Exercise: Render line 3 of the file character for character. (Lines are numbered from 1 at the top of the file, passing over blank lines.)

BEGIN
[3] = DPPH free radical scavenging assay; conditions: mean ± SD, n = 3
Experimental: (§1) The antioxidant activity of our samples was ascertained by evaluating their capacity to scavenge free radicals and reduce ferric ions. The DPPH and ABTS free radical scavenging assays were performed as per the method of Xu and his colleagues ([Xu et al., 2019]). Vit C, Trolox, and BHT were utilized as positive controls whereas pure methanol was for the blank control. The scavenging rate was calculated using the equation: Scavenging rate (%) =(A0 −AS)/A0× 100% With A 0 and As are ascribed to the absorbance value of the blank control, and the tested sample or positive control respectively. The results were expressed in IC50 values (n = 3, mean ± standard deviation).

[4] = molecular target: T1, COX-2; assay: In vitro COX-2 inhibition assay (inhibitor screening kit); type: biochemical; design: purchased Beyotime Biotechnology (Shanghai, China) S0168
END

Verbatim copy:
[4] = molecular target: T1, COX-2; assay: In vitro COX-2 inhibition assay (inhibitor screening kit); type: biochemical; design: purchased Beyotime Biotechnology (Shanghai, China) S0168